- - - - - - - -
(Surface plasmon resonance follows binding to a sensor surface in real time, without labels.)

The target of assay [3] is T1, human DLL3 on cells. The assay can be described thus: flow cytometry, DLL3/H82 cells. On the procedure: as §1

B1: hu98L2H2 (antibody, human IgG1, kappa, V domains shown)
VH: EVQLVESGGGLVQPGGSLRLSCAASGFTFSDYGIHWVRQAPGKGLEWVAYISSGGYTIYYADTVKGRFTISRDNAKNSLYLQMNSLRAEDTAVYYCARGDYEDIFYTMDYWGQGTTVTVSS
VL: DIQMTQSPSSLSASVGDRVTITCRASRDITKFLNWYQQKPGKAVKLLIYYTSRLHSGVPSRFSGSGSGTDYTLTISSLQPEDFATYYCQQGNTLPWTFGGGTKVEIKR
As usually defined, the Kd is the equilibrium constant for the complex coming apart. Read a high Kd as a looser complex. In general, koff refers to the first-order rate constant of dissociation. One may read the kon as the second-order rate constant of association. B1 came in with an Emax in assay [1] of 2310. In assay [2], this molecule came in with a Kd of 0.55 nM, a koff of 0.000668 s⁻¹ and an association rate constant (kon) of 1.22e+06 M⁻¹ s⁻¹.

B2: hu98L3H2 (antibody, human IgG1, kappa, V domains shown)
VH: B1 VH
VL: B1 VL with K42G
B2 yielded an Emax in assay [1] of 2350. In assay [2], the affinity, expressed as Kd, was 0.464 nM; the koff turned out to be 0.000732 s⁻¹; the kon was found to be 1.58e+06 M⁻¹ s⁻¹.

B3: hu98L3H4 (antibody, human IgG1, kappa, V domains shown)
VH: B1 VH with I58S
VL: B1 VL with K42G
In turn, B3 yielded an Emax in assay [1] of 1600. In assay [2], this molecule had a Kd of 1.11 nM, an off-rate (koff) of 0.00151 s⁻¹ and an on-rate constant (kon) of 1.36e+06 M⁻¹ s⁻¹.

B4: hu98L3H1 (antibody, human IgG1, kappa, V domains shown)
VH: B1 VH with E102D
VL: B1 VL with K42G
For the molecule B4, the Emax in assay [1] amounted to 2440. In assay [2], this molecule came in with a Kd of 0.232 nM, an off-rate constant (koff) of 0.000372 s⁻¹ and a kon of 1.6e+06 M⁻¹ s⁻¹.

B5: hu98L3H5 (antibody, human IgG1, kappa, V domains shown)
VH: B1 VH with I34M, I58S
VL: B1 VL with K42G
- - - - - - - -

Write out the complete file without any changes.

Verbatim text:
(Surface plasmon resonance follows binding to a sensor surface in real time, without labels.)

The target of assay [3] is T1, human DLL3 on cells. The assay can be described thus: flow cytometry, DLL3/H82 cells. On the procedure: as §1

B1: hu98L2H2 (antibody, human IgG1, kappa, V domains shown)
VH: EVQLVESGGGLVQPGGSLRLSCAASGFTFSDYGIHWVRQAPGKGLEWVAYISSGGYTIYYADTVKGRFTISRDNAKNSLYLQMNSLRAEDTAVYYCARGDYEDIFYTMDYWGQGTTVTVSS
VL: DIQMTQSPSSLSASVGDRVTITCRASRDITKFLNWYQQKPGKAVKLLIYYTSRLHSGVPSRFSGSGSGTDYTLTISSLQPEDFATYYCQQGNTLPWTFGGGTKVEIKR
As usually defined, the Kd is the equilibrium constant for the complex coming apart. Read a high Kd as a looser complex. In general, koff refers to the first-order rate constant of dissociation. One may read the kon as the second-order rate constant of association. B1 came in with an Emax in assay [1] of 2310. In assay [2], this molecule came in with a Kd of 0.55 nM, a koff of 0.000668 s⁻¹ and an association rate constant (kon) of 1.22e+06 M⁻¹ s⁻¹.

B2: hu98L3H2 (antibody, human IgG1, kappa, V domains shown)
VH: B1 VH
VL: B1 VL with K42G
B2 yielded an Emax in assay [1] of 2350. In assay [2], the affinity, expressed as Kd, was 0.464 nM; the koff turned out to be 0.000732 s⁻¹; the kon was found to be 1.58e+06 M⁻¹ s⁻¹.

B3: hu98L3H4 (antibody, human IgG1, kappa, V domains shown)
VH: B1 VH with I58S
VL: B1 VL with K42G
In turn, B3 yielded an Emax in assay [1] of 1600. In assay [2], this molecule had a Kd of 1.11 nM, an off-rate (koff) of 0.00151 s⁻¹ and an on-rate constant (kon) of 1.36e+06 M⁻¹ s⁻¹.

B4: hu98L3H1 (antibody, human IgG1, kappa, V domains shown)
VH: B1 VH with E102D
VL: B1 VL with K42G
For the molecule B4, the Emax in assay [1] amounted to 2440. In assay [2], this molecule came in with a Kd of 0.232 nM, an off-rate constant (koff) of 0.000372 s⁻¹ and a kon of 1.6e+06 M⁻¹ s⁻¹.

B5: hu98L3H5 (antibody, human IgG1, kappa, V domains shown)
VH: B1 VH with I34M, I58S
VL: B1 VL with K42G